Misogyny, Take Two

A side-note on Betty’s post below.  I check in on New York Magazine’s Daily Intelligencer vertical from time to time, and every now and then old fiend of this blog, Andrew Sullivan, shows up to verbiate at length*.  I don’t usually bother, because past performance is, in this case, a pretty good indicator of future results.  But he promised to tell us why he thinks things are going to get better in 2018, and, I thought, heck, we all need some good cheer, so I opened up the post, and set myself to reading…

And then crashed to a halt, run aground on this ur-Andrewism:

We have a president…installed by his shamelessness, the unique awfulness of Hillary Clinton, and an Electoral College black swan.

That’s where I stopped reading. I just couldn’t go on, so bile-choked by the predictable Sullivan brew of Clinton derangement garnished w. barely obscured misogyny.

To dispose of that sentence’s minor sin first: it’s hard to call Trump’s Electoral College victory a black swan (does he even get the meaning of that term?) when George W. Bush rode the same phenomenon to his own disastrous win just one presidency ago.  This is just laziness, or perhaps rather that sloppiness of argument that has been Andrew’s stock in trade for yonks.

But then, there’s the (I’ll admit, absolutely predictable) major witlessness:  “the unique awfulness of Hillary Clinton.”

For f**ks sake.  I mean, just listen to yourself, meathead.  Hillary Clinton ran a flawed campaign.  So have lots of men.  It wasn’t a wretched one, and she may be, I think, forgiven for not recognizing the hard-to-fathom circumstances she found herself in, in which Trump’s utterly obvious disqualifications did not in fact disqualify him. And, of course, it has to be noted that for any failures in her management of the race, she almost certainly had done well enough to win in even those circumstances, but for Comey’s IED dropping in the last week of the campaign. To Sullivan, all the actual facts and forces of that terrible summer and autumn can be swept under the overarching explanation of Clinton’s awfulness.

I suppose, and perhaps it’s even more likely that the egregious Sullivan is suggesting that Clinton is uniquely awful as a human being.  I don’t know.  Stayed married to the same man for her adult life.  Pursued a career in circumstances where many wouldn’t, and was good at it.  Raised a child who has made it to adult hood w/out diving into trouble, behaving stupidly in front of extraordinary scrutiny, and seems to be basically OK. (Trust me. As the parent of a 17 y.o. about to launch into the world, that seems very, very impressive to this writer).  Acted on her beliefs in and just out of college. Has consistently acted and advocated on behalf of children, especially the most vulnerable.  Managed to retain pretty amazing equilibrium through eight years of her husband’s presidency and relentless attacks on every aspect of her personal and professional life.  Served with distinction and the respect of her colleagues — including Republicans — as a two term senator.  Looks better and better as Secretary of State as we see what happens when, as now, you have someone clearly not up to the job squatting on the 7th floor over at Foggy Bottom.  Offered the American people a detailed and genuinely problem-solving set of policies — and full disclosure on her finances — in the campaign.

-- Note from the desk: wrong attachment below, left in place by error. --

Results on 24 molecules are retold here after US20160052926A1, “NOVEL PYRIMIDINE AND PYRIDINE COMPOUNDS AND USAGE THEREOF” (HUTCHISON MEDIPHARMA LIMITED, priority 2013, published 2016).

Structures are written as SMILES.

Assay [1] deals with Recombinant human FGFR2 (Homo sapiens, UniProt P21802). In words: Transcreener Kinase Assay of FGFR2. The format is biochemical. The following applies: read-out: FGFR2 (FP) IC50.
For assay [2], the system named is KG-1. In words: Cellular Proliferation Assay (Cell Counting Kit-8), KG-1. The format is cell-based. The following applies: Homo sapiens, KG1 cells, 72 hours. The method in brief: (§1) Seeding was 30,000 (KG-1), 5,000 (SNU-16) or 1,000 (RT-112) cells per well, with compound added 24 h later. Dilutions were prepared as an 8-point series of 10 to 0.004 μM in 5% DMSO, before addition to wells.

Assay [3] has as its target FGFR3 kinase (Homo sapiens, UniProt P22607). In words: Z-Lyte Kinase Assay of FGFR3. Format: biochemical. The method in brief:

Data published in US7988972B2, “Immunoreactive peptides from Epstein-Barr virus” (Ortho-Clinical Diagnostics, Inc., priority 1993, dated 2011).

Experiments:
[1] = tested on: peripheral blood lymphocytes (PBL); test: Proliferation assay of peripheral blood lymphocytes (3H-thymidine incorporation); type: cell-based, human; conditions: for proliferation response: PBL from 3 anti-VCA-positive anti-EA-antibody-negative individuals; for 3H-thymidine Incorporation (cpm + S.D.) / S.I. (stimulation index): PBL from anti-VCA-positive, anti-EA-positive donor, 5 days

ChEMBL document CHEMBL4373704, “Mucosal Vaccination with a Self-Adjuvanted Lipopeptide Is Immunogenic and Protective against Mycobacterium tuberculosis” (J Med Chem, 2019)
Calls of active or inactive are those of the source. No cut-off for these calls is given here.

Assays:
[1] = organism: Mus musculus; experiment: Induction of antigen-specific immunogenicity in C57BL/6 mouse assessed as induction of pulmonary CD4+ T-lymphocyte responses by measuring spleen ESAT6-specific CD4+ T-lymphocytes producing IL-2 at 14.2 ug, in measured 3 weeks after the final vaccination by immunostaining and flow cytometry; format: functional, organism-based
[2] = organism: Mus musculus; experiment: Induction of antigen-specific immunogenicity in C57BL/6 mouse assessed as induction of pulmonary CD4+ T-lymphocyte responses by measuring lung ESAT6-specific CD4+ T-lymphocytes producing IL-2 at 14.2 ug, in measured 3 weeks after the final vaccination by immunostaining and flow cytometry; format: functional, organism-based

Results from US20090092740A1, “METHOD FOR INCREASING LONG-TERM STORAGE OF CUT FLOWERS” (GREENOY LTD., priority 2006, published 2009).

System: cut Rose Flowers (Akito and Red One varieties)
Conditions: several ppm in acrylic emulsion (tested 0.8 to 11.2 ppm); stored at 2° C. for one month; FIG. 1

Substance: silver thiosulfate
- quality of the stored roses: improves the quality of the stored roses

Uniquely awful, amirite?

Is she a saint, a flawless avatar of all that is perfectable in humanity?  Not so much, just like all the rest of us staring at the grass from the top down.

We all know what’s going on.  Clinton conducted her run for the presidency last year in the face of all sorts of headwinds, any one of which, had it fallen still, might well have left her and us in the happy alternate time line where she’s running the show.  But of them all, the one that enrages me the most is the fact that overwhelmingly, the media coverage of everything she tried to say, advance, argue was filtered through men who have since been shown to be sexual harassers and abusers.

At the time there were plenty of people, including me and many here, who said, over and over again, that Hillary Clinton’s coverage was obviously, overhelmingly riddled through with simple sexism and its yet more malign sibling, overt misogyny.  That, I think, was perfectly clear — demonstrated — by any attentive reading of the coverage itself.  But now we have the smoking guns, the fact that men at a shockingly sweeping tally of the leading outlets were sexual predating assholes.  I’m going to miss some, because there are so many, but think on the names:  Oreskes at NPR, Thrush at the The New York Times, Lauer on the teevee, Charlie Rose at PBS, Halperin the inexcusable, too many Y chromosomes at Fox to count and so on and on across the entire spectrum of elite American political journalism.

Andrew Sullivan is, of course, on no one’s list of predators of women.  He has a reputation for disdain for any female politician not named Maggie Thatcher, though, and it’s clear that beyond his Clinton derangement, Hillary’s gender was a constant irritant to him.  He reminds again here that one doesn’t have to be an actual sex offender to be a misogynist, and an utterly unreliable narrator of events.

But this we knew.  Who was it I twitted about concision?

*And I mean…LENGTH.  I’d refer our Andrew to Franklin Delano Roosevelt’s dictum:  “Be sincere, Be brief, Be seated.”  Also, Chekov:  “Brevity is the sister of talent.”

Images:  Nicholas Poussin, Camille delivers the schoolmaster Flavius to his students, c. 1637

Paolo Veronese, Susanna and the Eldersc. 1580.

Is our totebaggers learning?

Atrios writes: